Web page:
“Life today for most families is characterized more by randomness and improvisation than rhythm. Tuesday wash day? Cookies and milk after school? Sunday roast beef dinner? With both parents usually working outside the home, these kinds of weekly markers may sound more quaint than realistic,” writes Kim John Payne, author of Simplicity Parenting. However, if you’re looking for ways to ease daily tension, Payne claims you need to increase the rhythm of your home life.
“Meaning hides in repetition,” argues Payne. According to Simplicity Parenting, it sends the message that “We do this every day or every week because it matters.” Payne acknowledges you might be inclined to argue, “But my family is way too busy to have any kind of rhythm to our days.” His response, “The busier your life, the more your children need and will benefit from the establishment of a sense of rhythm.”
“Rhythm calms and secures children, grounding them in the earth of family so they can branch out and grow.” Payne continues, “For parents, the advantages of rhythm are equally pronounced. Rhythm carves the necessary channels for discipline, making it more intrinsic than imposed. Where well-established rhythms exist, there is much less parental verbiage, less effort, and fewer problems around transitions.”
Be it books at bedtime, dinners together, or regular walks – Payne believes, “By being a parent that commits to regularity…you become, by extension, a parent kids can be with, doing nothing.” According to Payne, this provides your child with a profound comfort, “a sense of ease that doesn’t depend on a shared interest, activity, or conversation.” He believes, “The magic of rhythm is in the process, not the particulars.” According to Simplicity Parenting, “Any repeated ‘note’ or activity of the day can be made more rhythmic.” Take, for example, Payne’s suggestion to have children practice their musical instruments in the morning after breakfast when they are rested. Even a child slow to wake up will balance theirs mood by playing music, claims Payne.
Like Nurture Shock by Po Bronson and Ashley Merriman (a previous Parenting by the Book title), Payne also presents compelling information to support the necessity of scheduling enough time to sleep. Payne writes, “According to studies done by Dr. Avi Sadeh of Tel Aviv University, the performance gap caused by just one hour’s less sleep was equivalent to the normal gap between a sixth-grader and a fourth-grader. In other words, your sixth-grader who’s going to school sleepy may be learning and behaving at a fourth grade level.”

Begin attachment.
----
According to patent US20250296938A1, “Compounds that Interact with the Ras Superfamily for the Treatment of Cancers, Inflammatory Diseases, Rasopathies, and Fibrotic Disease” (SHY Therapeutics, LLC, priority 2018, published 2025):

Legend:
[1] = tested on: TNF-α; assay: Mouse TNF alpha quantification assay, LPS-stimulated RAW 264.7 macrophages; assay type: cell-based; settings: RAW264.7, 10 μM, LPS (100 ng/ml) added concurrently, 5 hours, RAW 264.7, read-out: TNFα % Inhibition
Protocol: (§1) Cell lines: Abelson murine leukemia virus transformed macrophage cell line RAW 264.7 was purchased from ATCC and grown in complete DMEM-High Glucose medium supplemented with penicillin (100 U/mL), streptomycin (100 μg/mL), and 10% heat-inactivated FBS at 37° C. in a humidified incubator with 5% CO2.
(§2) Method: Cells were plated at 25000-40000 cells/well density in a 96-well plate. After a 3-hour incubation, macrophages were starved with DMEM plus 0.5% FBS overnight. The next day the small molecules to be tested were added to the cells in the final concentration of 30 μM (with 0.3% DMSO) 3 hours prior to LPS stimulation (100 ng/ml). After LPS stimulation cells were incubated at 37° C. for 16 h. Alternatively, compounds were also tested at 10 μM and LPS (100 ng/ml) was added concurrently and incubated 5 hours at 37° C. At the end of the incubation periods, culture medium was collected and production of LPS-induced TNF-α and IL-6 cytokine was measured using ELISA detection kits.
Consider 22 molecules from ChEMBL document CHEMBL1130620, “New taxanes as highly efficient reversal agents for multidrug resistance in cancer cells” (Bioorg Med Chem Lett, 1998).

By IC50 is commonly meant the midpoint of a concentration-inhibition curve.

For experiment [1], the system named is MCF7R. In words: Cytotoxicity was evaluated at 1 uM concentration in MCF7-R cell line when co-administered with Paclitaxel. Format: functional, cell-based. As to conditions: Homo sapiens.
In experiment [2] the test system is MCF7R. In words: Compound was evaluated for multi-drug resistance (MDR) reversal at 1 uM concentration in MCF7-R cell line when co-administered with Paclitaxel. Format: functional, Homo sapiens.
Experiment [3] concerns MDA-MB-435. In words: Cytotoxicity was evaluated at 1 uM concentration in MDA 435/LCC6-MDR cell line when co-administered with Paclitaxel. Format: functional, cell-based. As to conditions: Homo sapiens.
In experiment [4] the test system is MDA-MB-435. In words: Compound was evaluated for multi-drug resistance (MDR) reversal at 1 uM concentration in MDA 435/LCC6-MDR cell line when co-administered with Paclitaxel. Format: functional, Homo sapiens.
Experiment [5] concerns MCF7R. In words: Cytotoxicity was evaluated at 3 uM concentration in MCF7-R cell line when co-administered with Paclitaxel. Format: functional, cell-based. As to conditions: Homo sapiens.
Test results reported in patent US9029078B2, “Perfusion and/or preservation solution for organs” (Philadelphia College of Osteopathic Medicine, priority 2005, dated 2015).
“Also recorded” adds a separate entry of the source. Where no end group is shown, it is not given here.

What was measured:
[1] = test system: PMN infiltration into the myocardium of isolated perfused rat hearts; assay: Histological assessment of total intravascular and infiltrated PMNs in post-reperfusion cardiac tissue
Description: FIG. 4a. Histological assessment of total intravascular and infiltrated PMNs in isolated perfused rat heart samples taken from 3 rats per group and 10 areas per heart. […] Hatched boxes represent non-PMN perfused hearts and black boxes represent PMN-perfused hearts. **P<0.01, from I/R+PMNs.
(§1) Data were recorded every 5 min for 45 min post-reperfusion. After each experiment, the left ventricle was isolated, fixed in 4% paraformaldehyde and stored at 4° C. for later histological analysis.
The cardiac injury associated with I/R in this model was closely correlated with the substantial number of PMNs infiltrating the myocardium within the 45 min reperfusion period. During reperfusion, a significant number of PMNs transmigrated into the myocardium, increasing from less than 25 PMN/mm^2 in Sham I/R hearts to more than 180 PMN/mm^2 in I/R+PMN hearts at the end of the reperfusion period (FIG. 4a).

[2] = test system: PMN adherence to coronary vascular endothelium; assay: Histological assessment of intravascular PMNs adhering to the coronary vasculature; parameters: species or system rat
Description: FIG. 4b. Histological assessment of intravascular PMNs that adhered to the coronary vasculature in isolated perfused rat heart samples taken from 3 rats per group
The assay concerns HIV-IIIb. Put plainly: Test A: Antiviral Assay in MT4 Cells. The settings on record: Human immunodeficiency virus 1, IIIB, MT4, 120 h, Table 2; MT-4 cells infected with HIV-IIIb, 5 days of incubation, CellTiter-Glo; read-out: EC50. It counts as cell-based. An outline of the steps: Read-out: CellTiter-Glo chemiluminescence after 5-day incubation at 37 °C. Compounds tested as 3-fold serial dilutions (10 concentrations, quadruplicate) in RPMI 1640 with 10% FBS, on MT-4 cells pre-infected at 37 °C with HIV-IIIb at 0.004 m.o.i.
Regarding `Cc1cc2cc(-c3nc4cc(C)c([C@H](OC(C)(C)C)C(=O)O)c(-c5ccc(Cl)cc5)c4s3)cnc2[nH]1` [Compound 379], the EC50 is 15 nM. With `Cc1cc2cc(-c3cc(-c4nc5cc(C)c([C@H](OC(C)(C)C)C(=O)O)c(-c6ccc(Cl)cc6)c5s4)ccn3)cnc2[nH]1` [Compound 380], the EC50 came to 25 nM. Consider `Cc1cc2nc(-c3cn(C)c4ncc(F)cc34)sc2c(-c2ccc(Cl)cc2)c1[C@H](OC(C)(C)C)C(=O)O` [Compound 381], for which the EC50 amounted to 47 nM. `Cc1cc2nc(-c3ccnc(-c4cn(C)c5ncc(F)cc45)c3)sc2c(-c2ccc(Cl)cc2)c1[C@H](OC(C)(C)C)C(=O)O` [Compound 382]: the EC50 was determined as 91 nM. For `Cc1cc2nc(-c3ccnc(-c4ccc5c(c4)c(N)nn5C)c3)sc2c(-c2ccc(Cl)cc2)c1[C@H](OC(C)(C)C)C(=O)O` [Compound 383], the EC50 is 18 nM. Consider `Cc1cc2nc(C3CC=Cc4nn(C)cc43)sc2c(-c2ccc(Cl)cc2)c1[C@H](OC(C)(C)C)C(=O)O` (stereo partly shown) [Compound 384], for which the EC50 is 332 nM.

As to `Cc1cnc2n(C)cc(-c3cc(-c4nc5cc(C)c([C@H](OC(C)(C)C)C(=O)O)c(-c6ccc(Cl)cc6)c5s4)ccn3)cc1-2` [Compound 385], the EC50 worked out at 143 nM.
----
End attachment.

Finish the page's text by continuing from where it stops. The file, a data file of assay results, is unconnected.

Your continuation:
Now, I know what you’re thinking. I hear it whenever I say I’m trying to avoid overscheduling. You’re not one of those parents who pushes their kids. You just want to give your kids opportunities that you never had. Besides, everyone’s busy. “But just as too many toys may stifle creativity,” Payne explains, “Too many scheduled activities may limit a child’s ability to direct themselves, to fill their own time, to find and follow their own path…The overscheduled child doesn’t ever get the opportunity to motivate or direct herself.” According to Payne, “Activity without downtime is ultimately – like a plant without roots – unsustainable. This is why he prescribes boredom three times a day, preferably before meals.
Still, “Each year more than fifty-two million American children participate in organized sports leagues, according to the National Council of Youth Sports.” Like Talent is Overrated by Geoff Colvin (another PBB title), Payne shares the research that indicates that you need 10 years and 10,000 hours of practice to become an expert in something and contends parents need to “stop trying to get it all in the first two years.”
Contrary to popular belief, starting sports earlier and with more intensity is not even going to result in a college scholarship, much less a professional athlete. According to the Journal of Sports Behavior, “By tenth grade, more than 90 percent of high school sophomores had dropped out of an organized sport they’d started.” Payne attests, “Many kids are quitting as they approach adolescence, just when the structure and rigors of organized sports and martial arts have so much to offer them in their quest for individuality, in dependence, and maturity.” The reality is that “A child’s love of an activity is not enough to protect him or her from the effects of pursuing it too much, and too soon.”
Perhaps, Payne’s most compelling case for less, however, is that our children’s reliance on outer stimulation, culture compulsion, and instant gratification is actually laying the foundation for addictive behaviors. Payne claims, “You can see the shadow of overscheduling in this definition of addiction given by my colleague Felicitas Vogt: ‘an increasing and compulsive tendency to avoid pain or boredom and replace inner development with outer stimulation.’”
The word-smith in me loved how Payne compared life to a run-on sentence. Downtime – its punctuation. So let your kids play. Console the anxious parent in you by focusing on Payne’s reminder that free play builds inner flexibility. After all, Payne argues, “the ordinary allows for the exceptional, but not the reverse.”
Read my other blog Befriending Forty.